posted on Jun, 23 2012 @ 02:04 AM
I'm not so sure it's about legality, since the kind of alphabet soup agencies who do this kind of monitoring really don't give a crap anymore about
that kind of thing.
I think this is more about the lesson they have learned over years of putting millions of terabytes of useless data through their servers and having
very little, if anything to show for it. Perhaps Echelon isn't working quite as nicely as they hoped it would, as it spits out millions of false
positives which have to be laboriously and manually checked out in different stages.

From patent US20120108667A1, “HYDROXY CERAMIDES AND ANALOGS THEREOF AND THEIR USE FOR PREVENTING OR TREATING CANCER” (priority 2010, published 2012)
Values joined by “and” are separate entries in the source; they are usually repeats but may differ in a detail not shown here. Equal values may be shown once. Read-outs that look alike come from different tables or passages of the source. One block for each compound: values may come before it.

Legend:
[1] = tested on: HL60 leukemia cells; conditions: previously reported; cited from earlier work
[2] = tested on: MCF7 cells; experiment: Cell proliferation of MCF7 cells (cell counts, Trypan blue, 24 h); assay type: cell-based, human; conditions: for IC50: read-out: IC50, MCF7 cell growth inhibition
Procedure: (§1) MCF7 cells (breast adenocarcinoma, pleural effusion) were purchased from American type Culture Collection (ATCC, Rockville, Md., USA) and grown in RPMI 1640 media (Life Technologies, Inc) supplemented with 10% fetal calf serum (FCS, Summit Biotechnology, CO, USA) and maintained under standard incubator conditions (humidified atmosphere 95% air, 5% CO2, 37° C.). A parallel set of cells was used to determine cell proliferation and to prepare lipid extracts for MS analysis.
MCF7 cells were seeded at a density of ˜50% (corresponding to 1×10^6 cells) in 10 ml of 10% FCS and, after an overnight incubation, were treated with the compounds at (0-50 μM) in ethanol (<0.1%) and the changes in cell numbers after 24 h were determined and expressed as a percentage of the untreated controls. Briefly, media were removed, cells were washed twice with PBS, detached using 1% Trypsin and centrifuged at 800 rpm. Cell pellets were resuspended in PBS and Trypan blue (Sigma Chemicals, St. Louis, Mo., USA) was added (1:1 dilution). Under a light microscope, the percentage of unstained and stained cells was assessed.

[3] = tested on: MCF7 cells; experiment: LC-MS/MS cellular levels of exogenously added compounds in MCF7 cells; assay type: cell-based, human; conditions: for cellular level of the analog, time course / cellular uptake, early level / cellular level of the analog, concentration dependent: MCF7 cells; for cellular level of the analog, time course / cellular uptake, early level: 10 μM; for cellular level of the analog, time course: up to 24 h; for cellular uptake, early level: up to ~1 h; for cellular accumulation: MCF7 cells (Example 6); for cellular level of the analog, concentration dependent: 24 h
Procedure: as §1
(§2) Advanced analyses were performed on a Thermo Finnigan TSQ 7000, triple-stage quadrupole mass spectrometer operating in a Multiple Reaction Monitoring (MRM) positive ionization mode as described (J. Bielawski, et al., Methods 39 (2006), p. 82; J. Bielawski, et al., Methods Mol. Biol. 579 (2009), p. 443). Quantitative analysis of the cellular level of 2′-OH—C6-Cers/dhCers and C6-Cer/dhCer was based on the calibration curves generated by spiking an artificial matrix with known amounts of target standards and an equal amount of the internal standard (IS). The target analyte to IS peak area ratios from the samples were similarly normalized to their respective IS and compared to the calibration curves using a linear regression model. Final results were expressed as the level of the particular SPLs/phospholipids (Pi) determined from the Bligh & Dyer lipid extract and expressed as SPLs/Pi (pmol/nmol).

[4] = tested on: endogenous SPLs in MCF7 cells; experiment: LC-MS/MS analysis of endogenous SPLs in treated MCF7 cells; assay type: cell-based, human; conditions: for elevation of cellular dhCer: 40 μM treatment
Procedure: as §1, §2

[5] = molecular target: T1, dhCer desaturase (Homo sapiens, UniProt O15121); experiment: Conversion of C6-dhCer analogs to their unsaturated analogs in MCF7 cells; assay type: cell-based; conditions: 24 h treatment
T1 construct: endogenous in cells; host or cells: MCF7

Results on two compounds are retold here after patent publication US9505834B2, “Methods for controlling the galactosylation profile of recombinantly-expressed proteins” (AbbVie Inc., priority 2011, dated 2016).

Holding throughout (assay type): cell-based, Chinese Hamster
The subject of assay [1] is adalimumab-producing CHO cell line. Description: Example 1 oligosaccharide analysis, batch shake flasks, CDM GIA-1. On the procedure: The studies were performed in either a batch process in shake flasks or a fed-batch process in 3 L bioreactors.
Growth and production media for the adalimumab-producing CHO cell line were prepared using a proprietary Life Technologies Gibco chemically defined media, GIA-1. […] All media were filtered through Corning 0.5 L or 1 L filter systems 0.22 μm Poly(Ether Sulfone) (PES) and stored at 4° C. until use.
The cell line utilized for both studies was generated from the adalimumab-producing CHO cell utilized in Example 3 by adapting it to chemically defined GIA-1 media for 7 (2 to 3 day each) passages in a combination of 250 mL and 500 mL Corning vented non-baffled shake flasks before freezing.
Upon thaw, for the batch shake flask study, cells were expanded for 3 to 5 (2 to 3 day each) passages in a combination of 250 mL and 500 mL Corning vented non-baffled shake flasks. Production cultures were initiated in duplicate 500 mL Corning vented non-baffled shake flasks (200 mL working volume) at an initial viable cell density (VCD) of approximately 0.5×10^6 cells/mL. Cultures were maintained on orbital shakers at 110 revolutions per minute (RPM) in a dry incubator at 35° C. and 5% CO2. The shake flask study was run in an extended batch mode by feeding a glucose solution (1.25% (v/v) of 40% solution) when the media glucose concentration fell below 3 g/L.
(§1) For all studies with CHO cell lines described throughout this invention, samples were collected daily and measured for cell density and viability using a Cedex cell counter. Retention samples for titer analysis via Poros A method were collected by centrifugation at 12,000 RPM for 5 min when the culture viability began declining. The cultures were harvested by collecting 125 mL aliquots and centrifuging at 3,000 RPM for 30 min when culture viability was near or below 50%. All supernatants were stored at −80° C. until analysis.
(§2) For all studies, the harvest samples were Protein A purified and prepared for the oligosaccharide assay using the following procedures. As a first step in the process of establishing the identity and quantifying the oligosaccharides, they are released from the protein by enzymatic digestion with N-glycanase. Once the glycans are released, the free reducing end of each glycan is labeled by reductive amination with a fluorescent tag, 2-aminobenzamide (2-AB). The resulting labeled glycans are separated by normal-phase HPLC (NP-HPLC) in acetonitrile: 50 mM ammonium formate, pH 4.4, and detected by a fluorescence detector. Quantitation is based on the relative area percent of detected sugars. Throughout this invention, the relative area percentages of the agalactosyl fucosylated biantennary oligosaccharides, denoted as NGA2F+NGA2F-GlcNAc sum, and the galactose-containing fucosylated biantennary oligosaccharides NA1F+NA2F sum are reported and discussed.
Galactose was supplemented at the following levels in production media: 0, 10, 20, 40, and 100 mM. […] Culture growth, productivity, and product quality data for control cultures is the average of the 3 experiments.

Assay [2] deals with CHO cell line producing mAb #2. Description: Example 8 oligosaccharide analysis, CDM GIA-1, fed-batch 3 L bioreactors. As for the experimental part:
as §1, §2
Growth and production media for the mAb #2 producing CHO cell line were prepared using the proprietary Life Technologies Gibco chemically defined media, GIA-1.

If this means they're going back to the tried and tested methods of catching bad guys, such as making their monitoring specific instead of trying to
monitor the entire world, then I'm all for it. The fewer wasted man hours and tax dollars can only mean better and more functional intelligence
Btw I get that they're only suggesting dropping US monitoring, but the US accounts for a significant chunk of transmitted internet data. Facebook
people talking about barbecues etc. Even regular conversations, not the sort of ones you'd see on a conspiracy websites contain many key words which
raise red flags on AI's like Echelon.
edit on 23-6-2012 by Lazyninja because: (no reason given)